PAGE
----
TAMPA, Fla. — Calling it a "historic day," Florida Gov. Ron DeSantis says the very first shipments of the highly anticipated COVID-19 vaccine have arrived in Florida on Monday.
"This is a game changer," DeSantis said during a news conference at Tampa General Hospital. "It's a great day for the United States. It's a great day for the state of Florida."
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DeSantis said shipments of a COVID-19 vaccine from Pfizer arrived at Tampa General Hospital, Broward Memorial Hospital, and UF Health Jacksonville on Monday.
Shipments will arrive at Jackson Memorial Hospital in Miami-Dade County and AdventHealth Orlando on Tuesday.
DeSantis said Florida will have around 179,000 doses of the Pfizer vaccine by the end of this week.
"This is a really, really significant milestone in terms of combating the coronavirus pandemic," DeSantis said. "Today, we will have shots going in arms. We will have health care workers getting vaccinated."
The governor said five hospital systems in Florida were selected for the initial rollout of the COVID-19 vaccine because of their ability to store it properly.
"[The federal government] didn't want to have massive numbers of hospitals. If there were problems, the problems would be exacerbated. This is kind of a beta test. They wanted to run it through, make sure things were running smoothly," DeSantis said.
The initial doses of the COVID-19 vaccine will go to high contact, high exposure health care workers within the five hospital systems, followed by residents at long-term care facilities throughout the state.
An advisory committee for the U.S. Food and Drug Administration will meet on Thursday to decide whether to recommend a COVID-19 vaccine that's produced by Moderna.
DeSantis said he expects full FDA approval by Friday, with the initial shipments of the Moderna vaccine arriving in Florida between Sunday and Tuesday of next week.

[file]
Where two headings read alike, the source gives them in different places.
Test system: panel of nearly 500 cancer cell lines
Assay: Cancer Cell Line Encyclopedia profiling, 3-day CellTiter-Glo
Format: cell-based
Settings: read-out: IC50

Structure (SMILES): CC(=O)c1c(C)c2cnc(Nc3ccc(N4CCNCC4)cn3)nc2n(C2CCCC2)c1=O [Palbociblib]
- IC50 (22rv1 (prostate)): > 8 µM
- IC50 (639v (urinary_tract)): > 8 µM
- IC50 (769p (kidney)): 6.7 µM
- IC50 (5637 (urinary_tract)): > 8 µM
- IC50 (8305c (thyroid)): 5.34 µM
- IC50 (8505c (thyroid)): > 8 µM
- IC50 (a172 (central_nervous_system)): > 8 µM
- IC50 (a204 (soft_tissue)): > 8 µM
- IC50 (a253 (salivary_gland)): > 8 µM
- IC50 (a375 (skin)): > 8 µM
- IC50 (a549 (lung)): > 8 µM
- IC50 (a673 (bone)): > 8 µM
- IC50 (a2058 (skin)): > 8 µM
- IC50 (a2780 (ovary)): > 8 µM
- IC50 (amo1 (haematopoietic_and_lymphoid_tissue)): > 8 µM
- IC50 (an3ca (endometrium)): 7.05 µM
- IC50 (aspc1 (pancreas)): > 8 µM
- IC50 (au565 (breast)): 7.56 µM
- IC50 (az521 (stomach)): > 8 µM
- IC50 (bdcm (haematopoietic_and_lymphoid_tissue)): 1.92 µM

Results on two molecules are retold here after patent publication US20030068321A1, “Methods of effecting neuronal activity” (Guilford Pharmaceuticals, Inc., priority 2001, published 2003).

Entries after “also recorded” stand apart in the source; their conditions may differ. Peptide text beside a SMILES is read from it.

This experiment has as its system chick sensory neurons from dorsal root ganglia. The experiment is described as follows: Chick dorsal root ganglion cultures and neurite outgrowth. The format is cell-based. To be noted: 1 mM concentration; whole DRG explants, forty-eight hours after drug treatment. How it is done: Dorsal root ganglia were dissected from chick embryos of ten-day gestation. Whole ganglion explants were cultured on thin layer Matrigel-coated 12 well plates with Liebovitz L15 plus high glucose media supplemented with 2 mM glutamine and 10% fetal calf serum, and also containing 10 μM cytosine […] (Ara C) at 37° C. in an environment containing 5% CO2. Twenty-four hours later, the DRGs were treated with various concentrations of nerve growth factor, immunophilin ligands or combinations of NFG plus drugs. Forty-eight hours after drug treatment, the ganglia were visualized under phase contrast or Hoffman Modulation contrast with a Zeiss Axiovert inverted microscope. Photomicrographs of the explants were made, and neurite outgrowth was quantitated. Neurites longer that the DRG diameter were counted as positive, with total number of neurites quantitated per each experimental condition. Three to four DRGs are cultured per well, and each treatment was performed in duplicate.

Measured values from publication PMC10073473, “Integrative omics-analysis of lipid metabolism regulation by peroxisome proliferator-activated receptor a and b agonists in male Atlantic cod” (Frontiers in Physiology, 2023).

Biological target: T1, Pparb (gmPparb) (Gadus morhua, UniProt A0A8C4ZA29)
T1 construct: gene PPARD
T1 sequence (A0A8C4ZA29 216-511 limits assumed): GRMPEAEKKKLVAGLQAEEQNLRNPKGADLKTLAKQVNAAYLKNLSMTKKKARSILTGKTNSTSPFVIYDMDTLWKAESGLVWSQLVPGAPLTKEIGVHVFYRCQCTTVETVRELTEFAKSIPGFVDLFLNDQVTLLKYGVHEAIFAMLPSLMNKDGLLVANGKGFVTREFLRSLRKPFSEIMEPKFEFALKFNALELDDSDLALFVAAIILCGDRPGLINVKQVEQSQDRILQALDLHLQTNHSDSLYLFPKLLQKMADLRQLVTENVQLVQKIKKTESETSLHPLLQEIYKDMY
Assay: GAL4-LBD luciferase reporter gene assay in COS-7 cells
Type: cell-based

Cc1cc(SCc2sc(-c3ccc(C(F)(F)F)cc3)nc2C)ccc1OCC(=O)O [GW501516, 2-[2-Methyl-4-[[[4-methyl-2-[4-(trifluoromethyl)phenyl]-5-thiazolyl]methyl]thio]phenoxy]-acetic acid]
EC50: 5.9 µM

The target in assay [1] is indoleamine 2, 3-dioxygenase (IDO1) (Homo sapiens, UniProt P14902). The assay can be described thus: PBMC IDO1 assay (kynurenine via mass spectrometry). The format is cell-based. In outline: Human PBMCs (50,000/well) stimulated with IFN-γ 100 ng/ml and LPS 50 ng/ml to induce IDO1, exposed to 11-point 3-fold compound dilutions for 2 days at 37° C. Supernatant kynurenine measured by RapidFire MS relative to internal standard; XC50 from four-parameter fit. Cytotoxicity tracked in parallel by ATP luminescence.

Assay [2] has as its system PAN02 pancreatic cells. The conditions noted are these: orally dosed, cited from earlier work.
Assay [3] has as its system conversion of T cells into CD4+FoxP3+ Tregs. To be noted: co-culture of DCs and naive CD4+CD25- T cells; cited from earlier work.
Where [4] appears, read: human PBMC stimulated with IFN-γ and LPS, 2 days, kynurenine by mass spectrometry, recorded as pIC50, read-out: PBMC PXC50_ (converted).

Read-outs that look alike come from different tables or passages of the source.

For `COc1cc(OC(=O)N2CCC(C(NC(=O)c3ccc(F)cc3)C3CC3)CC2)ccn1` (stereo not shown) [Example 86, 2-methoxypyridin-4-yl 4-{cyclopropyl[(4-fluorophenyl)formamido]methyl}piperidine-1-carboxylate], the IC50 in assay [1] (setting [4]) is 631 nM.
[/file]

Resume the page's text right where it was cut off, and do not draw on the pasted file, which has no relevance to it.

Florida is due to receive 365,000 doses of the Moderna vaccine, according to DeSantis.
"That is going to continue to serve our long-term care mission, but also start, hopefully, as the frontline health care workers have this available, to start getting it out to some of the elderly population outside of long-term care facilities,' DeSantis said. "By the third week of December, when we get even more Moderna, we hope to be able to really start to offer that."
RIGHT NOW: @GovRonDeSantis speaking live about COVID vaccine rollout. Calls this a “historic day” as 179,000+ doses arrive in Florida. @WPTV @FOX29WFLX Close to 400k doses of Moderna could arrive next week. pic.twitter.com/PF65M6TpZQ— Stephanie Susskind (@StephanieWPTV) December 14, 2020
At the end of Monday's news conference, Vanessa Arroyo, a frontline nurse at Tampa General Hospital, became the very first health care worker in Florida to receive the COVID-19 vaccine.
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Officials from Memorial Healthcare System in Broward County said they received 19,500 doses of the vaccine on Monday.
Those doses will be given to frontline medical employees who work in the critical care and emergency departments at Broward Memorial Hospital and five other hospitals throughout Broward County.
"For the first time, we're seeing light at the end of the tunnel," said Aurelio Fernandez, the president and CEO of Memorial Healthcare System. "It is the beginning of something that's gonna be very, very positive."
Fernandez said health care workers will begin receiving the vaccine on Tuesday. There are two doses which have to be given at least 21 days apart.
According to the latest numbers from the Florida Department of Health, there are 1,125,931 confirmed cases of COVID-19 and 19,866 coronavirus-related deaths in Florida.